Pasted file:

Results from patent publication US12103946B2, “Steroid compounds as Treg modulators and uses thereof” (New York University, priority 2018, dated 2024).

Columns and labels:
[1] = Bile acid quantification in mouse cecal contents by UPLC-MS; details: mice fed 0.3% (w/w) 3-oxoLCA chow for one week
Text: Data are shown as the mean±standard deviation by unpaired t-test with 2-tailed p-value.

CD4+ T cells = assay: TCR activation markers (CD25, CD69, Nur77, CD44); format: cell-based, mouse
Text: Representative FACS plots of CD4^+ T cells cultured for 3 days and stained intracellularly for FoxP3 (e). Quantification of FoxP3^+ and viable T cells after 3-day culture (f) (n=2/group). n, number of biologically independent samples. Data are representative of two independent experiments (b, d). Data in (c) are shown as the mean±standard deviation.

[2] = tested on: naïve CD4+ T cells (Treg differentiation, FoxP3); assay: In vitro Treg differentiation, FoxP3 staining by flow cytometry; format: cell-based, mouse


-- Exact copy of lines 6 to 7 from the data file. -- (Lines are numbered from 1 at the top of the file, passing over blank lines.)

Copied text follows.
Text: Representative FACS plots of CD4^+ T cells cultured for 3 days and stained intracellularly for FoxP3 (e). Quantification of FoxP3^+ and viable T cells after 3-day culture (f) (n=2/group). n, number of biologically independent samples. Data are representative of two independent experiments (b, d). Data in (c) are shown as the mean±standard deviation.

[2] = tested on: naïve CD4+ T cells (Treg differentiation, FoxP3); assay: In vitro Treg differentiation, FoxP3 staining by flow cytometry; format: cell-based, mouse